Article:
Trinidad is our fears and our loves. There we discovered our beings, we dug deep and planted our roots assuming we would never leave, sucking on the armored cascara with its silver-plaited shell, devouring the sweet flesh beneath, the only fish the legend says ties you to the land forevermore, smacking our lips when we were done. We never thought we would have to leave this place . . . But in the end we chose to flee.

A story of diaspora and migration, it is also about family and obligations and culture and tradition. Their flaws and freedoms. Shiva Singh, the author’s grandfather and a wealthy Hindu landowner, is the circle around which much of the book revolves. As he lies in a hospital in New Jersey, Sital watches her mother and grandmother cope with the decisions of his care. It leads to a slow unraveling of her mother’s story, of her childhood, her relationship with the man lying prone in a hospital bed undergoing weeks of surgery. A brutal past full of trauma, beatings, and terror.

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Asian American Medical Hazard: Stroke

My doctor has always considered my high blood pressure to be a significant concern, and she makes sure I am managing it effectively.  After thinking about the Asian Americans that I know who have had a stroke and this recent report and video, I should really be thankful.  Preliminary results from an analysis of 1.7 million stroke cases between 2004 and 2016 reveal that Asian Americans are more likely to have more severe ischemic strokes and worse outcomes than whites.   In addition, Asian Americans studied were less likely to receive clot busting stroke treatment, although this difference seems to diminish during the studied time period. Study lead author Dr. Sarah Song, who revealed the initial results at the American Stroke Association International Stroke Conference, said:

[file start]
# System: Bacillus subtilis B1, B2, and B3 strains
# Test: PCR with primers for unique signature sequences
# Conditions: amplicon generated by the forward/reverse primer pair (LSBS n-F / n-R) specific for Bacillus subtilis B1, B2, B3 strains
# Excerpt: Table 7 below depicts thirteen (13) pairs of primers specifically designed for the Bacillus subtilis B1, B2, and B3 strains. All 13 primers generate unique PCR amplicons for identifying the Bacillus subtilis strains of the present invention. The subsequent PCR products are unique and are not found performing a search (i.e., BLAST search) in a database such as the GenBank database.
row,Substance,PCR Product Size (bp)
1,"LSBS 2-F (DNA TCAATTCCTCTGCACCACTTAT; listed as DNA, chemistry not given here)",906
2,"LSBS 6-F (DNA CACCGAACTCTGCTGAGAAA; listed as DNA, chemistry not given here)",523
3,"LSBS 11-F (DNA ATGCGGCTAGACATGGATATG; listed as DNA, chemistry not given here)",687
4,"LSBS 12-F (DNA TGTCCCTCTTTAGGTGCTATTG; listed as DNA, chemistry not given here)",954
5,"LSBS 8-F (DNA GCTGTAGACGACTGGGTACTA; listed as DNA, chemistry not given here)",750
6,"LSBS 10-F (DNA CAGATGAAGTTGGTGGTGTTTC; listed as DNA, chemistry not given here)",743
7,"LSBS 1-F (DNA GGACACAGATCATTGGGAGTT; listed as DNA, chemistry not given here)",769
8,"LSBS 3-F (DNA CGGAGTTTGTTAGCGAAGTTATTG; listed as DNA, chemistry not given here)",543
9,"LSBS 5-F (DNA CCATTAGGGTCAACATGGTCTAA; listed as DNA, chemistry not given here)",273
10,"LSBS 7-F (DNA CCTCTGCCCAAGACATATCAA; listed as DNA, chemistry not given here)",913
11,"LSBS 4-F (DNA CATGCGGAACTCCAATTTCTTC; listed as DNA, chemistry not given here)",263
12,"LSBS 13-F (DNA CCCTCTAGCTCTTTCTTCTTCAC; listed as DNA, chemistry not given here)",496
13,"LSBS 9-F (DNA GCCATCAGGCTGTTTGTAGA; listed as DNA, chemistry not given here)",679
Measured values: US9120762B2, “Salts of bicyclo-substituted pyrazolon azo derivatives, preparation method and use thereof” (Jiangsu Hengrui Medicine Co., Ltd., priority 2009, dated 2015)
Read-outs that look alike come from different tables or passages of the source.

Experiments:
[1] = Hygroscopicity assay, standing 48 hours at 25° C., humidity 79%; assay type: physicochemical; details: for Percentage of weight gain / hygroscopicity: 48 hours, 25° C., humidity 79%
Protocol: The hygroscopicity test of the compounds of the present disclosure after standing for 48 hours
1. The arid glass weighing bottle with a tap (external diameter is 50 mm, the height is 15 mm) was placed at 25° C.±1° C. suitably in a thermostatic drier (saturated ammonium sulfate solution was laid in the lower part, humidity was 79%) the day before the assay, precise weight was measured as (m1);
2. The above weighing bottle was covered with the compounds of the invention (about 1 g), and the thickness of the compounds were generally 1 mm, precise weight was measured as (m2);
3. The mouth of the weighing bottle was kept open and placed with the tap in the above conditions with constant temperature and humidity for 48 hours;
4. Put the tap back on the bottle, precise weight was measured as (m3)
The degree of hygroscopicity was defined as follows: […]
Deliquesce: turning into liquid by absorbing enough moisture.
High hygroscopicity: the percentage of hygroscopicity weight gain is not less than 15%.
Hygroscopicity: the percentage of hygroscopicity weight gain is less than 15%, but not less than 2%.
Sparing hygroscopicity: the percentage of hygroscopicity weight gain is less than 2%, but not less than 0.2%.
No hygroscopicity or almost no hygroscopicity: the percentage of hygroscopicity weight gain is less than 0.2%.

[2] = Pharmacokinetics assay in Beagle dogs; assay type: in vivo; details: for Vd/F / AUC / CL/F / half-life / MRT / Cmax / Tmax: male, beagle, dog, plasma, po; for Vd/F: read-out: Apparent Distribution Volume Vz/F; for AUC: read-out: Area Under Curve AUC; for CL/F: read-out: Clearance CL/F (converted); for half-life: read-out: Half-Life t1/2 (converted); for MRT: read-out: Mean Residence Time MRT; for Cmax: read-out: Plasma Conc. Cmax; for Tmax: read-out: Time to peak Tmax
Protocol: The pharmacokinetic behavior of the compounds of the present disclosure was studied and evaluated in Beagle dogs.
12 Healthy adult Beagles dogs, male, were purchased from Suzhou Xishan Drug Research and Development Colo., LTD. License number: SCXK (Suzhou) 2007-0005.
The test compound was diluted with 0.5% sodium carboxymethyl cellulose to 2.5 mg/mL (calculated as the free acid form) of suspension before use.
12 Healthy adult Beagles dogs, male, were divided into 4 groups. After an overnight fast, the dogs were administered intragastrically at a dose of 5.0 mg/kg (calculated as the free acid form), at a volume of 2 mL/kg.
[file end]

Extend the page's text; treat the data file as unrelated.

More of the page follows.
“Asian Americans may have a distinctive pathophysiologic profile of ischemic stroke than whites.   Regardless, this study highlights the need for more focused research, improved stroke prevention and possibly different treatment strategies for Asian Americans.”

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Asian Squat Update: Why it’s good for you and why it’s going away

“A guru once told me that the problem with the West is they don’t squat.” – Rosie Spinks

One of 8Asians’ most popular articles continues to be Koji Sakai’s article on the “Asian” Squat

We recently got a comment from one of our readers on how the Asian Squat seems to be a way to help with a particular health problem but that the reader could not readily achieve the position.  Shortly after that, I saw this piece by Rosie Spinks about how the “Asian Squat” can be good for people’s health, but sadly, is going away with certain people in Asia.